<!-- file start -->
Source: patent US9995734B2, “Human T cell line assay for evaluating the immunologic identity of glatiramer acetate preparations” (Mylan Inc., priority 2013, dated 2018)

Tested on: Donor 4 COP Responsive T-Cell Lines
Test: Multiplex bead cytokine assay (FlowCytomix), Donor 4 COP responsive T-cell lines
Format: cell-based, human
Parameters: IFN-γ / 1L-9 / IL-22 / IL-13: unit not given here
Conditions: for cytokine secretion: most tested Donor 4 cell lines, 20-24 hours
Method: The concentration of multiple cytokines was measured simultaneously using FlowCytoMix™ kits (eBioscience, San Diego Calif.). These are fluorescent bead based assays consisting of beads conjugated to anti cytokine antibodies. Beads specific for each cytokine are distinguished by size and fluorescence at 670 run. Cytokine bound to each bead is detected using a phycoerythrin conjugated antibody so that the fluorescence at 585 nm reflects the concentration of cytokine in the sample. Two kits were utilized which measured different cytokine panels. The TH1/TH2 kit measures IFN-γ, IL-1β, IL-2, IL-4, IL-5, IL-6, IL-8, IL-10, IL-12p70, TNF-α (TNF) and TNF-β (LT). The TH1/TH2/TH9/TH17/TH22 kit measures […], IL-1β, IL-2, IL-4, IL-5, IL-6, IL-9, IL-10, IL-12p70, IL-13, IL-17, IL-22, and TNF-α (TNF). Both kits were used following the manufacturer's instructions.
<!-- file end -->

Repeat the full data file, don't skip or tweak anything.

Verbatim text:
Source: patent US9995734B2, “Human T cell line assay for evaluating the immunologic identity of glatiramer acetate preparations” (Mylan Inc., priority 2013, dated 2018)

Tested on: Donor 4 COP Responsive T-Cell Lines
Test: Multiplex bead cytokine assay (FlowCytomix), Donor 4 COP responsive T-cell lines
Format: cell-based, human
Parameters: IFN-γ / 1L-9 / IL-22 / IL-13: unit not given here
Conditions: for cytokine secretion: most tested Donor 4 cell lines, 20-24 hours
Method: The concentration of multiple cytokines was measured simultaneously using FlowCytoMix™ kits (eBioscience, San Diego Calif.). These are fluorescent bead based assays consisting of beads conjugated to anti cytokine antibodies. Beads specific for each cytokine are distinguished by size and fluorescence at 670 run. Cytokine bound to each bead is detected using a phycoerythrin conjugated antibody so that the fluorescence at 585 nm reflects the concentration of cytokine in the sample. Two kits were utilized which measured different cytokine panels. The TH1/TH2 kit measures IFN-γ, IL-1β, IL-2, IL-4, IL-5, IL-6, IL-8, IL-10, IL-12p70, TNF-α (TNF) and TNF-β (LT). The TH1/TH2/TH9/TH17/TH22 kit measures […], IL-1β, IL-2, IL-4, IL-5, IL-6, IL-9, IL-10, IL-12p70, IL-13, IL-17, IL-22, and TNF-α (TNF). Both kits were used following the manufacturer's instructions.